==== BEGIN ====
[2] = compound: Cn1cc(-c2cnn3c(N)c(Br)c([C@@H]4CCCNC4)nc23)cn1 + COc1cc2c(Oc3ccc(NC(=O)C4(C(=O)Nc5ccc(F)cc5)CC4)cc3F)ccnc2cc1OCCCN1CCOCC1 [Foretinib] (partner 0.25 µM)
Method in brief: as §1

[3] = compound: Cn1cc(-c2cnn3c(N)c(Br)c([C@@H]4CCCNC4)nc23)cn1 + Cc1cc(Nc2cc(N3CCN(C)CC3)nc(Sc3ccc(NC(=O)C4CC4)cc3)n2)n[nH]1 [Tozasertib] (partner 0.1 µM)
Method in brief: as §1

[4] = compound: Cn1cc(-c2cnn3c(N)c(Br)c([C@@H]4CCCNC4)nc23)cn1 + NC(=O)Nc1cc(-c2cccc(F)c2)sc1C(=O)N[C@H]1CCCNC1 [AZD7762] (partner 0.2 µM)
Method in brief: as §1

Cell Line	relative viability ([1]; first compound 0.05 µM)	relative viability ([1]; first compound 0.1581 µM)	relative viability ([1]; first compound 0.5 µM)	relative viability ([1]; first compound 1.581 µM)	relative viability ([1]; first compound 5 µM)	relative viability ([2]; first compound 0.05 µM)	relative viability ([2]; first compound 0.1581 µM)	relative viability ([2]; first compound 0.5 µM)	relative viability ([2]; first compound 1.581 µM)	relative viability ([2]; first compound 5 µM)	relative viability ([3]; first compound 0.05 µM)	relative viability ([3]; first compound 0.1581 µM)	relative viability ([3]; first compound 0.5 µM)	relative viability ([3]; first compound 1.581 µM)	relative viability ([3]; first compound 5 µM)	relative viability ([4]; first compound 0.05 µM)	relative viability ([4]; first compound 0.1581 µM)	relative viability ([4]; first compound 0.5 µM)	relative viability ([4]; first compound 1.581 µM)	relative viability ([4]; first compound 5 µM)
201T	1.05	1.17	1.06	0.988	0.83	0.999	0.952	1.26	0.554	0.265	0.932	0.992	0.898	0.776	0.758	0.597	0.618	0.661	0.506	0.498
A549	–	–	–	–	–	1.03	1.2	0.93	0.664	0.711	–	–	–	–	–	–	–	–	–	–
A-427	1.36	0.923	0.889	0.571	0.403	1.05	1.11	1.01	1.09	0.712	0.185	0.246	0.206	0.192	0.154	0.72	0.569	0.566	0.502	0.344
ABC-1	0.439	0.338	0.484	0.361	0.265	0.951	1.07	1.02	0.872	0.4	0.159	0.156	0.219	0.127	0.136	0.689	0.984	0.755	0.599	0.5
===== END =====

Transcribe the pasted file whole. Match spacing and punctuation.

[2] = compound: Cn1cc(-c2cnn3c(N)c(Br)c([C@@H]4CCCNC4)nc23)cn1 + COc1cc2c(Oc3ccc(NC(=O)C4(C(=O)Nc5ccc(F)cc5)CC4)cc3F)ccnc2cc1OCCCN1CCOCC1 [Foretinib] (partner 0.25 µM)
Method in brief: as §1

[3] = compound: Cn1cc(-c2cnn3c(N)c(Br)c([C@@H]4CCCNC4)nc23)cn1 + Cc1cc(Nc2cc(N3CCN(C)CC3)nc(Sc3ccc(NC(=O)C4CC4)cc3)n2)n[nH]1 [Tozasertib] (partner 0.1 µM)
Method in brief: as §1

[4] = compound: Cn1cc(-c2cnn3c(N)c(Br)c([C@@H]4CCCNC4)nc23)cn1 + NC(=O)Nc1cc(-c2cccc(F)c2)sc1C(=O)N[C@H]1CCCNC1 [AZD7762] (partner 0.2 µM)
Method in brief: as §1

Cell Line	relative viability ([1]; first compound 0.05 µM)	relative viability ([1]; first compound 0.1581 µM)	relative viability ([1]; first compound 0.5 µM)	relative viability ([1]; first compound 1.581 µM)	relative viability ([1]; first compound 5 µM)	relative viability ([2]; first compound 0.05 µM)	relative viability ([2]; first compound 0.1581 µM)	relative viability ([2]; first compound 0.5 µM)	relative viability ([2]; first compound 1.581 µM)	relative viability ([2]; first compound 5 µM)	relative viability ([3]; first compound 0.05 µM)	relative viability ([3]; first compound 0.1581 µM)	relative viability ([3]; first compound 0.5 µM)	relative viability ([3]; first compound 1.581 µM)	relative viability ([3]; first compound 5 µM)	relative viability ([4]; first compound 0.05 µM)	relative viability ([4]; first compound 0.1581 µM)	relative viability ([4]; first compound 0.5 µM)	relative viability ([4]; first compound 1.581 µM)	relative viability ([4]; first compound 5 µM)
201T	1.05	1.17	1.06	0.988	0.83	0.999	0.952	1.26	0.554	0.265	0.932	0.992	0.898	0.776	0.758	0.597	0.618	0.661	0.506	0.498
A549	–	–	–	–	–	1.03	1.2	0.93	0.664	0.711	–	–	–	–	–	–	–	–	–	–
A-427	1.36	0.923	0.889	0.571	0.403	1.05	1.11	1.01	1.09	0.712	0.185	0.246	0.206	0.192	0.154	0.72	0.569	0.566	0.502	0.344
ABC-1	0.439	0.338	0.484	0.361	0.265	0.951	1.07	1.02	0.872	0.4	0.159	0.156	0.219	0.127	0.136	0.689	0.984	0.755	0.599	0.5